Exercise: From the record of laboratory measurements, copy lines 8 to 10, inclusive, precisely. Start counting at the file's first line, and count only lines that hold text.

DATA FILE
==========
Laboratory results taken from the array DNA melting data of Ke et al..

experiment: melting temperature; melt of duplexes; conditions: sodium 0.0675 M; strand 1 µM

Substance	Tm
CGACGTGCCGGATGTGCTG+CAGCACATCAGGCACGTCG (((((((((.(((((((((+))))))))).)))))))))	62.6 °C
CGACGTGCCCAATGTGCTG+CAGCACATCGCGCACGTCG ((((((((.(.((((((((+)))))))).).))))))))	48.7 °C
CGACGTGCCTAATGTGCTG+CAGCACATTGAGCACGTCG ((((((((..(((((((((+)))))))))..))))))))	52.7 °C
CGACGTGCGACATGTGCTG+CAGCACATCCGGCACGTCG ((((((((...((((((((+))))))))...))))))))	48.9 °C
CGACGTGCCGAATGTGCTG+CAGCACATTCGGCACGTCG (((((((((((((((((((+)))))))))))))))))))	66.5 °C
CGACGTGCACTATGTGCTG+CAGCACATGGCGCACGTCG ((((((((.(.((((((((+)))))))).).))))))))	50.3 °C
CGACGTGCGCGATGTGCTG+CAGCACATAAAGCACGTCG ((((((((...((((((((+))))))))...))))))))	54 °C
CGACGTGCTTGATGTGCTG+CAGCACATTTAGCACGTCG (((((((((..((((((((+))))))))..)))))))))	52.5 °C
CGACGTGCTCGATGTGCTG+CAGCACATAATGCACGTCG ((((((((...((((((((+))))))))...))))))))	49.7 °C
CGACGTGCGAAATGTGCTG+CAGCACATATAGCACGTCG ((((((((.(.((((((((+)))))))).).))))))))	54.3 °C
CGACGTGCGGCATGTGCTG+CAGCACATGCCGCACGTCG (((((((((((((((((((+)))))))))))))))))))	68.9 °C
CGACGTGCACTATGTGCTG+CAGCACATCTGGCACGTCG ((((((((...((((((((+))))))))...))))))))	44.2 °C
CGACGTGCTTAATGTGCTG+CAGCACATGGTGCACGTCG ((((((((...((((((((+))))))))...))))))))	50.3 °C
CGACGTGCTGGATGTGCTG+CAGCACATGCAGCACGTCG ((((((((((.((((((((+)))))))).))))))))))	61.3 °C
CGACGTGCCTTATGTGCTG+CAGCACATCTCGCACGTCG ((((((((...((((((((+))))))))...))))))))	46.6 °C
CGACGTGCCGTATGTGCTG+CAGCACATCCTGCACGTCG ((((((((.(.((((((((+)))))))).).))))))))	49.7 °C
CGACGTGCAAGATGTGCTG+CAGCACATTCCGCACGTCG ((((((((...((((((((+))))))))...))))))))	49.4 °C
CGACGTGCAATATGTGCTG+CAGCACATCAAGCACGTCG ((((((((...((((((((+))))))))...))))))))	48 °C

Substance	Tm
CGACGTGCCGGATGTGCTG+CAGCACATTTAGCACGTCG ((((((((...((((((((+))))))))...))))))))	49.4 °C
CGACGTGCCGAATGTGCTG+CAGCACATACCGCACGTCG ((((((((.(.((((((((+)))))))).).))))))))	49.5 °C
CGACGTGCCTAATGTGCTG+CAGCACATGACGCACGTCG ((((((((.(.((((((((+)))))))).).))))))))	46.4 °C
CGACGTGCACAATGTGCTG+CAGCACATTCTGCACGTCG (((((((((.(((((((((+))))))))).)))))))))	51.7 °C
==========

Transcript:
CGACGTGCCGAATGTGCTG+CAGCACATTCGGCACGTCG (((((((((((((((((((+)))))))))))))))))))	66.5 °C
CGACGTGCACTATGTGCTG+CAGCACATGGCGCACGTCG ((((((((.(.((((((((+)))))))).).))))))))	50.3 °C
CGACGTGCGCGATGTGCTG+CAGCACATAAAGCACGTCG ((((((((...((((((((+))))))))...))))))))	54 °C